Yesterday morning I read a short but mind-churning blog post about the essence of spirituality. It got me thinking more about something I’ve been churning over in my head for a couple of days.
“Spiritual retreats” are popular–getting away for a week, a weekend, a day, or even a few hours by yourself to be alone with God. I have a lot of friends who have taken spiritual retreats recently and have all come back refreshed and renewed, recommending that everyone take a spiritual retreat. I have friends who work for churches where spiritual retreats are required–at least one day per month must be used as a spiritual retreat. Keep in mind, this is different from the “daily God time” that should be part of our routine. Spiritual retreats are extended periods of time, even if its just a few hours.
As I look back over the last eleven years (that’s how long I’ve been doing “professional ministry”), I’m tempted to think that I haven’t taken enough spiritual retreats. I’ve never taken a week to be with God. I’ve sporadically taken several hours at a time (the coolest of which is watching the sun rise on the beach, and spending the time anticipating the sun breaking over the horizon in prayer). I think I’ve benefited from those times.
And I’ve realized how unrealistic they are for “non-professional Christians.”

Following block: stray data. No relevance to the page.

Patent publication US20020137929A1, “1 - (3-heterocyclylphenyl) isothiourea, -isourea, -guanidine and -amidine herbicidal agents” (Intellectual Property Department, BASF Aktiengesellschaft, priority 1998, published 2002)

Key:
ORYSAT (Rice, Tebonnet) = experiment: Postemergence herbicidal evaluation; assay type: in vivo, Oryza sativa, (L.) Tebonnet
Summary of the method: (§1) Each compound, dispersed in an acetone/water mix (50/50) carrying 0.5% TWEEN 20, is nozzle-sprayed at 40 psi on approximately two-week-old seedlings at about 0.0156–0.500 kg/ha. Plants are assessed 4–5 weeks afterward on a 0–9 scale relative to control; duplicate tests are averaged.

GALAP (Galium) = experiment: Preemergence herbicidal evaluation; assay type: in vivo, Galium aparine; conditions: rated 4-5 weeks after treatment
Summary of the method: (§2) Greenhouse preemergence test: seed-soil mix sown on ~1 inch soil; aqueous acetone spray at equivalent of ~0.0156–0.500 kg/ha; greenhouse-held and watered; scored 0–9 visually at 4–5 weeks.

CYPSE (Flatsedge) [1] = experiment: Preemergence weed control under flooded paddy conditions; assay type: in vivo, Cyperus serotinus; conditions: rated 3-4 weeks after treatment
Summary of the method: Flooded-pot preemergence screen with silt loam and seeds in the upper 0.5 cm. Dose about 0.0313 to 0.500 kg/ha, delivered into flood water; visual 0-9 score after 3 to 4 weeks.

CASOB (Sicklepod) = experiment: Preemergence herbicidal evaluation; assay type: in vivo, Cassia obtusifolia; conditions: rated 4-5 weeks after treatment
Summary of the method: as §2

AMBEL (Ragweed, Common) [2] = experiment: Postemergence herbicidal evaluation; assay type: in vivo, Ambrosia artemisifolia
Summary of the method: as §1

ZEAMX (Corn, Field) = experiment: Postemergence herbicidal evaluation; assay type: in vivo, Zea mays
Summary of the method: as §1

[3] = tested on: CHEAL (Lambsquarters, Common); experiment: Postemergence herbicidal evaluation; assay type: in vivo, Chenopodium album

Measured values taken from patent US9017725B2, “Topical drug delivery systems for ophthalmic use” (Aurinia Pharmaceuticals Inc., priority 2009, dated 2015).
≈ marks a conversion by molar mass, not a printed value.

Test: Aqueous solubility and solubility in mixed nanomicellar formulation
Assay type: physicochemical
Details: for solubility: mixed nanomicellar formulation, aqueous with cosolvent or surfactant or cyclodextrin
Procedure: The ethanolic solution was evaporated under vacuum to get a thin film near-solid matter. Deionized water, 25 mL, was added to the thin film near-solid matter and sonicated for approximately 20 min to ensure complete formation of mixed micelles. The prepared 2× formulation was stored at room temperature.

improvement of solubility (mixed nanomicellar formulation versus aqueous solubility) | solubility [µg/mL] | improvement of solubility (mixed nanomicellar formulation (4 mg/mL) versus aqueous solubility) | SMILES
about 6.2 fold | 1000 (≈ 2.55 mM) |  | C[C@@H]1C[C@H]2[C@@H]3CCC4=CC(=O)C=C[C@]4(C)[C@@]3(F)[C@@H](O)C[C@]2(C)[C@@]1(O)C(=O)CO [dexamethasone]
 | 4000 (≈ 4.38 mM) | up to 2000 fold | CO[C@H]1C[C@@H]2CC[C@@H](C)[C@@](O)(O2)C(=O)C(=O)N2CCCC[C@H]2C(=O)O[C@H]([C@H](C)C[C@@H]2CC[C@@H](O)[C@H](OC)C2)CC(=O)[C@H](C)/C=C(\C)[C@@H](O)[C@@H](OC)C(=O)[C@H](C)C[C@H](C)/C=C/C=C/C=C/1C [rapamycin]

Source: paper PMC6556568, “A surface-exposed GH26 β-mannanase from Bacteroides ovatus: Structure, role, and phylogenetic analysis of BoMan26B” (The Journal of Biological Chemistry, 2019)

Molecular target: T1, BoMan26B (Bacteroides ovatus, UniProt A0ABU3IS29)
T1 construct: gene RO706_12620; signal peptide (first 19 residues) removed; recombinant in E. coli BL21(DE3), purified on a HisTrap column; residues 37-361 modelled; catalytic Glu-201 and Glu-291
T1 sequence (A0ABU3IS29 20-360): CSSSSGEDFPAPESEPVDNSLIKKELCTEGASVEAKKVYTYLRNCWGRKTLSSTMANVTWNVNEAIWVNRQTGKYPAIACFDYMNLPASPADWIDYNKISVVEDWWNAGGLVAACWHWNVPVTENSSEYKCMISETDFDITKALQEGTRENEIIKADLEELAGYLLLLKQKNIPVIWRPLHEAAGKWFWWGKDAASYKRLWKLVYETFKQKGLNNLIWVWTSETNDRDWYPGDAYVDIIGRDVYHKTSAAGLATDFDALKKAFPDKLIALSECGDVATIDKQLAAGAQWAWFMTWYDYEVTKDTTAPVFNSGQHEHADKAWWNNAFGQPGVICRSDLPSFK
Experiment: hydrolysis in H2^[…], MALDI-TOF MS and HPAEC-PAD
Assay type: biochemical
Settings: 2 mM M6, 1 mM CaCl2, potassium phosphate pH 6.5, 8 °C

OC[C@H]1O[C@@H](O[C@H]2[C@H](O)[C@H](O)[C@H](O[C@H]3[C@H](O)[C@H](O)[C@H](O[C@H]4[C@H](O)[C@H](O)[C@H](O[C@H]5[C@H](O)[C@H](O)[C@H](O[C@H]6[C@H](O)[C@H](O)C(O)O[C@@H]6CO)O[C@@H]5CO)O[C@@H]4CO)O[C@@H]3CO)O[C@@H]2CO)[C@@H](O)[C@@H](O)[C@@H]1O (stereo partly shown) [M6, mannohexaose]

As I’m preparing to leave the “professional ministry” (where I get paid to be a Christian and do “church work”–and I’m leaving by choice and conviction, not by force or scandal), stuff like this keeps swirling around in my brain. Spiritual retreats are nearly impossible for those outside of professional ministry. It requires taking time off (which, in this economy, is becoming a luxury). For those who are married and/or have kids, it means taking time away from family on the weekends. As I visualize what will be my new “normal” when we move to NC, I won’t be able to do extended spiritual retreats that focus on solitude and silence. Regular, daily time with God? Yes. Extended spiritual retreats? Probably not.
Some of us would say that Jesus took spiritual retreats–He often went away by Himself to be with God. While this is true, when did many of these retreats take place? At night. He robbed Himself of sleep to be with God. He would invite His disciples to come away from the crowds at times, but the crowds always found them. I would almost argue that Jesus wasn’t taking spiritual retreats as much as He would spend regular time with God (if I’m wrong, someone please point it out to me).
Is there anything wrong with taking a spiritual retreat? No. But maybe those of us in “professional ministry” should try and put ourselves in the shoes of those we lead–especially those who cannot afford to take time off from their careers, who must work to make ends meet. If we’re to model practices for those we lead, should we consider ditching those that aren’t realistic for them? I don’t know. But it’s worth thinking about.
Maybe instead of solely emphasizing solitude, we should look for ways to also emphasize community when it comes to this idea of spiritual retreat. I like what author Tim Chester writes:
Biblical spirituality is about:
- Bible meditation, not mystical silence
- Passionate engagement, not rural retreat
- Growing together, not individual solitude
I think he’s right on. What are your thoughts about the idea of spiritual retreats?